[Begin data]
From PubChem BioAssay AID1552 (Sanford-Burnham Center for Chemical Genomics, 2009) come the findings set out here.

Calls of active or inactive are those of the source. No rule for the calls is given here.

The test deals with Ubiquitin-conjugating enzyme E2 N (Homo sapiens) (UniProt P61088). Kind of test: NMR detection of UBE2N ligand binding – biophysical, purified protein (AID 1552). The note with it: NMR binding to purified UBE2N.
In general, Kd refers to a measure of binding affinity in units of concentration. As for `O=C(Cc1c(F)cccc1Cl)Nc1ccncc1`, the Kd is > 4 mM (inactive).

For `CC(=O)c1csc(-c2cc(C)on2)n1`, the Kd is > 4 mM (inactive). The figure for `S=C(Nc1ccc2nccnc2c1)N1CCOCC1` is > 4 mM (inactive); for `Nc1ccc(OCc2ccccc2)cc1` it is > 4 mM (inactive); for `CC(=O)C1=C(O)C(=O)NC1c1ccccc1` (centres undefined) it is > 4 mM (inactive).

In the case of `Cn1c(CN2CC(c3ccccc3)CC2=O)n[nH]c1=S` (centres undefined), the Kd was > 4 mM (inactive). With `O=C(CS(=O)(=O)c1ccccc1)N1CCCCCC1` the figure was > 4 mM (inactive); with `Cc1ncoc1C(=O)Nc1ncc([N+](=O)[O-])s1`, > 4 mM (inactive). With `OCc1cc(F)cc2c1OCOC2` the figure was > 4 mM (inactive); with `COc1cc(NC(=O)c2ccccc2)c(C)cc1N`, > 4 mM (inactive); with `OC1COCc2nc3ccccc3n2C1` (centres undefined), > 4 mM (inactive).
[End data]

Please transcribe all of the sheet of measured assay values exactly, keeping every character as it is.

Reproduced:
From PubChem BioAssay AID1552 (Sanford-Burnham Center for Chemical Genomics, 2009) come the findings set out here.

Calls of active or inactive are those of the source. No rule for the calls is given here.

The test deals with Ubiquitin-conjugating enzyme E2 N (Homo sapiens) (UniProt P61088). Kind of test: NMR detection of UBE2N ligand binding – biophysical, purified protein (AID 1552). The note with it: NMR binding to purified UBE2N.
In general, Kd refers to a measure of binding affinity in units of concentration. As for `O=C(Cc1c(F)cccc1Cl)Nc1ccncc1`, the Kd is > 4 mM (inactive).

For `CC(=O)c1csc(-c2cc(C)on2)n1`, the Kd is > 4 mM (inactive). The figure for `S=C(Nc1ccc2nccnc2c1)N1CCOCC1` is > 4 mM (inactive); for `Nc1ccc(OCc2ccccc2)cc1` it is > 4 mM (inactive); for `CC(=O)C1=C(O)C(=O)NC1c1ccccc1` (centres undefined) it is > 4 mM (inactive).

In the case of `Cn1c(CN2CC(c3ccccc3)CC2=O)n[nH]c1=S` (centres undefined), the Kd was > 4 mM (inactive). With `O=C(CS(=O)(=O)c1ccccc1)N1CCCCCC1` the figure was > 4 mM (inactive); with `Cc1ncoc1C(=O)Nc1ncc([N+](=O)[O-])s1`, > 4 mM (inactive). With `OCc1cc(F)cc2c1OCOC2` the figure was > 4 mM (inactive); with `COc1cc(NC(=O)c2ccccc2)c(C)cc1N`, > 4 mM (inactive); with `OC1COCc2nc3ccccc3n2C1` (centres undefined), > 4 mM (inactive).